I eventually reached this moment, and I am still listening to it while I write. Still Corners got me hooked for several reasons. One is because they sound a bit like another favourite band of mine, Cowboy Junkies, another excellent band name, right! Do yourself a favour and listen to The Last Exit and then check out The Trinity Sessions by the Junkies. The voices of Margo Timmins and Tessa Murray sound similar through my old ears. Still Corners also channel Sergio Leone and the spaghetti western vibe. Rome by Danger Mouse and Daniele Luppie also get a nod for being into that vibe.
Enough of that rabbit trail lets talk about The Last Exit. It is good music. Full stop. Tessa Murray and Greg Hughes are consummate musicians whose music has the power to send me to pleasant places. Amid our current world, this type of music is…well, music to my ears. On top of their musicianship, Still Corners also write some right smart lyrics. Tessa explains, “There’s always something at the end of the road, and for us, it was this album. Our plans were put on hold – an album set for release, tours, video shoots, travel. We’d been touring nonstop for years, but we were forced to pause everything. We thought the album was finished but with the crisis found new inspiration and started writing again.” It was in this context that songs like “Crying”, “Static”, “Till We Meet Again” were written, reflecting on the impact of isolation and the need for social contact and intimacy.
Last Exit, new music for a new year, check it out at these internet addresses:
I have gotten into the habit of documenting my listening habits over the spaces of time to seeing if I could glean anything meaningful from those statistics. With over 500 unique albums listened to over the course of 2020 I had some sifting and sorting to do.
Did I find anything worth writing about? I think there are some insights that can be gleaned from these lists. For instance, which albums did I listen to the most based on the year they were originally released?
The top spot in that category was taken by the year 2020 with 96 unique albums listened to. This statistic did not surprise me in the least because I like listening to new music. Second place was 2019 with a significant drop to a mere 19 albums, not as many as 2020 but these were still relatively fresh and deserving of another spin around the turntable.
For third place I took a big jump back to 1971 and 1978 with 18 albums released in each of those years that I listened to. The next three most listened to years are all in the 1970s, which came as no surprise to me. In 1970 I turned 16, got a summer job and bought some records with the money from my first foray into the working world. In 1973 I graduated from high school and two days later got a full-time job with a decent salary that helped feed my appetite for music. After the 1970’s my listening jumped all over the place from 1958 to the present.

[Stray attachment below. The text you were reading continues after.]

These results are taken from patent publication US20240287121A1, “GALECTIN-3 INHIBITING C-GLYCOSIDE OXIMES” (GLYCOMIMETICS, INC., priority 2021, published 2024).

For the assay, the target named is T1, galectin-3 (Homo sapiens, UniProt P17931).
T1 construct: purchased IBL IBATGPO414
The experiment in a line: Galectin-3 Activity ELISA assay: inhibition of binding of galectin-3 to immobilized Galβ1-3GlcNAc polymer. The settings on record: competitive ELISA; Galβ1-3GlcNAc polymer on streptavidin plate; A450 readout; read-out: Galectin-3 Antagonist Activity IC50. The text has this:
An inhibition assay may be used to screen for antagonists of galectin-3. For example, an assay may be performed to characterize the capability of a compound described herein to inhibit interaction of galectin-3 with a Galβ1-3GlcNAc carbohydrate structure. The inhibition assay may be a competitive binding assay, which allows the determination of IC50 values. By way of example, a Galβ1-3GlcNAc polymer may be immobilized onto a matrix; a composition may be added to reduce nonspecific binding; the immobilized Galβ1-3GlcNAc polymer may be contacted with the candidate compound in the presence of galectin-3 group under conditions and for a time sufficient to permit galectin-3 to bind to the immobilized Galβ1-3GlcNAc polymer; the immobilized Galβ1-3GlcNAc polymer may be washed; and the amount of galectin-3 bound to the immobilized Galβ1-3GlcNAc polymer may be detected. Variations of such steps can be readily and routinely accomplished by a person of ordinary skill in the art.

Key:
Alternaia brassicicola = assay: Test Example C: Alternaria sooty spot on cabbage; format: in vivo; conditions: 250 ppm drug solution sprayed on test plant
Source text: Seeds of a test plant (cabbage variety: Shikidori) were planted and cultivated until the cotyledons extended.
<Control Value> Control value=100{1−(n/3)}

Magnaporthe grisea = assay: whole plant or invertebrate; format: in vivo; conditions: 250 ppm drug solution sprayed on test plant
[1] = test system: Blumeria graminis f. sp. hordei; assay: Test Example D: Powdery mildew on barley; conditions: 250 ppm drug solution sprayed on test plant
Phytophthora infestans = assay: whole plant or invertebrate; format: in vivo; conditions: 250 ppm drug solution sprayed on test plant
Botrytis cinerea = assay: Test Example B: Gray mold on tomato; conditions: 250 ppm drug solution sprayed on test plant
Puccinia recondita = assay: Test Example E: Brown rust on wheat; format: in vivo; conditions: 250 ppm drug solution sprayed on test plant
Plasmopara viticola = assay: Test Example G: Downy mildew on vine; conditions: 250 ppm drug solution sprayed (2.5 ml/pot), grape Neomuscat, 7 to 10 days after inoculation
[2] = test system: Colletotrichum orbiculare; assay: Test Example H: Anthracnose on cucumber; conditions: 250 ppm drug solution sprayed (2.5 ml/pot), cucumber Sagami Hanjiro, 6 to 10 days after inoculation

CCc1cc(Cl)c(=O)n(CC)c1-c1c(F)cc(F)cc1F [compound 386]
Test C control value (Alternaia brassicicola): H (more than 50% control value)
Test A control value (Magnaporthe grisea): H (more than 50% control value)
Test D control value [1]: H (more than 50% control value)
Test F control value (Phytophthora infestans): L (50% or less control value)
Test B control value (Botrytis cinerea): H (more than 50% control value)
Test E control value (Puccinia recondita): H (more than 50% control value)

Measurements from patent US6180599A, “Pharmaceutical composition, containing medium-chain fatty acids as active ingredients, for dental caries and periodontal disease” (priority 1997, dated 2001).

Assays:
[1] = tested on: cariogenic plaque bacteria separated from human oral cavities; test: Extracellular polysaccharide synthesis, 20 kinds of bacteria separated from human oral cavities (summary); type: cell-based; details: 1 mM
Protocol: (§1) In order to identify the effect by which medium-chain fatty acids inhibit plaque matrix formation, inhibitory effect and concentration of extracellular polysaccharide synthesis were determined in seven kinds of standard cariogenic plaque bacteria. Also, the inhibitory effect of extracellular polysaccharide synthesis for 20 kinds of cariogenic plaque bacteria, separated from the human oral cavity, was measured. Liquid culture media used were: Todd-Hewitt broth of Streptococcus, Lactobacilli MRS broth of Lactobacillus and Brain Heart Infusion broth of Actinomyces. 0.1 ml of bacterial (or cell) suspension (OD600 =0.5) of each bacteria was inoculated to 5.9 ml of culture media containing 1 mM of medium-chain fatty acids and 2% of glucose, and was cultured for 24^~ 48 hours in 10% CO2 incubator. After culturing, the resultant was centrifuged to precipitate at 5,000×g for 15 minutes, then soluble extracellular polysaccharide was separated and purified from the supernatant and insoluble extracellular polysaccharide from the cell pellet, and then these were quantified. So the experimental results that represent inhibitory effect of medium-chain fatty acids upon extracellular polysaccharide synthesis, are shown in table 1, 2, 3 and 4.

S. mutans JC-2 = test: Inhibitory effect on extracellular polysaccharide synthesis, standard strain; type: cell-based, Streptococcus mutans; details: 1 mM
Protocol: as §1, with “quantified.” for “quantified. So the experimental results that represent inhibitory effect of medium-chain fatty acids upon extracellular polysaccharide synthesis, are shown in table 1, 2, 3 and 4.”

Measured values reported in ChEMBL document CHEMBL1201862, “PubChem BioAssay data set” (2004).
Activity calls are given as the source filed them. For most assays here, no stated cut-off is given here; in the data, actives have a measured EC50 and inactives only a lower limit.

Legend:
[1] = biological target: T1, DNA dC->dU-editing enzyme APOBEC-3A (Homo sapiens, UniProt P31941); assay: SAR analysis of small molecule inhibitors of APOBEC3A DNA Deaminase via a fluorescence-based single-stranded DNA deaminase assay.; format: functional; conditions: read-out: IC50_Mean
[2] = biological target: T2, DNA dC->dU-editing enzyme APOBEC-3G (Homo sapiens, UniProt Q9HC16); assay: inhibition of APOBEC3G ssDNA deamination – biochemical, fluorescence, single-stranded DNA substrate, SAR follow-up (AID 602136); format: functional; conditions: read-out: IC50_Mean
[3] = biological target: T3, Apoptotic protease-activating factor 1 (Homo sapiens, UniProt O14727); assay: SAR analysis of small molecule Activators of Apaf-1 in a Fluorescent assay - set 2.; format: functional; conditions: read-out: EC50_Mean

The next stat is for how I listened to all that music. Thanks to Covid-19 and isolating at home I decided to go through our vinyl collection, starting at A and going through the alphabet. I didn’t listen to every album but I did listen to 210 slabs of vinyl. iTunes came in second with 146 albums that I listened to. I only listened to three cassette tapes in 2020 and no 8-track or reel to reel tapes. I should mention that these statistics are all for full albums, I do not keep statistics for single releases or album samples.
The next category is for the most listened to artist in 2020, and the winner is Pink Floyd, with eight albums in 2020 that I listened to. ‘A Momentary Lapse of Reason’ was the only album with two listens, which is interesting to me because I am a huge DSotM fan, 1973 right!
Second place was Daniel Amos with eight albums and two listens to their album ‘Mr. Buechner’s Dream’. These two come as no surprise to myself or anyone who knows me, the two artists are longstanding favourites for me.
The most listened to album goes to ‘Greatest Hits’ by Various Artists. This happens every year, for some reason I like listening to compilation albums such as this one from K-Tel, which I bought in 1973 from the Hudson’t Bay store in Grande Cache shortly after I graduated from high school, if my memory serves me well there were only about a dozen of us in the grad class.
After that there was a log jam for the most listened to albums of 2020 with these all tying for the top spot:
‘Hermit of Mink Hollow’ by Todd Rundgren
‘Lateralus’ by Tool
‘Shades of Deep Purple’ by Deep Purple
‘Western Swing & Waltzes and Other Punchy Songs’ by Colter Wall
‘The Beatles’ by The Beatles, aka ’The White Album’.
The final observation is for the 2020 album of the year award.
Wait, I don’t do album of the year awards.